Friday, June 17, 2011

Coffee Anyone? (9)

Station 9 on the route, here on the tour, a 'build thread' of a coffee table design/build. Earlier posts are found in the blog archive in the sidebar to the right of the page.

Last time, I had made a trip out to the CNC place and returned with the table top frame pieces. The legs have not been started yet, but they are next in the production stream, and should be completed sometime next week. Meanwhile, I have been working on the joinery to connect the frame corners together. I've chosen to use a combination of a floating stub tenon, which keeps the pieces from moving vertically in respect to one another, along with a quadruple-wedged drawbar, which will both align the joint horizontally and mechanically squeeze it together around the leg twin rebated tenons.

The first task was making the floating stub tenons, which were a hair over-dimension. Once trimmed to length, I got ready to do some final adjusting:


You can see in the above photo that the mortise in the frame miter has already been cut. These I did using a router and chisel.

The floating tenons were then trimmed for width using an improvised shooting board and a skewed block plane:


Here's the first one fitted into its mortise:


I next checked to see if the insertion depth was correct, a little under 0.375":


Then, let's see if it will assemble:


It was a little tight, but could be pressed together:


The same steps were followed with the remaining pieces, and soon enough I had the frame members stub-tenoned together:


Well, I guess it's time to get busy on the drawbar mortises. First I placed a piece of MDF down, intending to use it as a fixture base plate:


The next bit was a little tricky - laying out the locations of the mortises. I had no straight lines, edges or corners to work from, so I had to think awhile before proceeding. Once I had some reference lines established, I used a trammel to set and then double-check the centerpoints of each mortise on the miter line:


Here's how the mortise lines shaped up:


I next prepared a piece of MDF to use as a router guide. This needed to be carefully set in position prior to routing, which took place in three separate steps, two routers, and two tool changes:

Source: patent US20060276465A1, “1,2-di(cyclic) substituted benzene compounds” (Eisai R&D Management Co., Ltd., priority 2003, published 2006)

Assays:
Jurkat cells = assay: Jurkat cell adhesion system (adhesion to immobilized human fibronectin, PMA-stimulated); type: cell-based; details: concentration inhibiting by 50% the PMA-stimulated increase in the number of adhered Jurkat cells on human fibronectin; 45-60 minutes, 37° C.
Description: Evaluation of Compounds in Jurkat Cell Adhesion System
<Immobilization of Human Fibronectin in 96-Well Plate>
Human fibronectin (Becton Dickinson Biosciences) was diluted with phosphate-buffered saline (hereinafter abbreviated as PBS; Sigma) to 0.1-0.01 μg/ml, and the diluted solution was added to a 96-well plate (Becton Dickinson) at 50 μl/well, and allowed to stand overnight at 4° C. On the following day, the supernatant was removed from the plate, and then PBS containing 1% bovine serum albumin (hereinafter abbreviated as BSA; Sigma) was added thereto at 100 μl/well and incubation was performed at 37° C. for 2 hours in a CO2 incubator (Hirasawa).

As I got closer to completion, I checked and adjusted until I had cut the mortise to the target depth of 1.000":


I was happy to be only 0.001" off:


Just lucky I guess, but I'll take it!

Taking the MDF template off, the drawbar mortise is revealed in 'rough' form:


Though the mortise is dimensionally accurate, I still need to trim the end walls of the mortise square, but that will have to wait a bit - first I needed to get the other three done:


That's where I'll leave off today.  The mortise slots still need some work on them,which will be described in posts to come. All in all, I think they're going to work quite fine. Thanks for coming by the Carpentry Way today.

I'm heading to D.C. for a few days to visit the Library of Congress and do some research. I've got a long list of old books to dig through and it should be fun, and -as usual- a little maddening given the antiquated systems they use in that venerable facility.

The Online Carpentry Study group already has several members. Those wishing to get involved can email me and request a Paypal invoice for July. Lot's of fun ahead - I can hardly wait! --> on to post 10

2 comments:

  1. Chris,

    Is there a particular reason why you didn't get the big mortices milled when the pieces where CNC milled?

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  2. Roland,

    next time, if there is a next time, I would get those mortises milled by CNC. At the time of cutting, I had not fully decided how I would do those connections, and elected to 'figure it out later'.

    Thanks for the question!

    ~C

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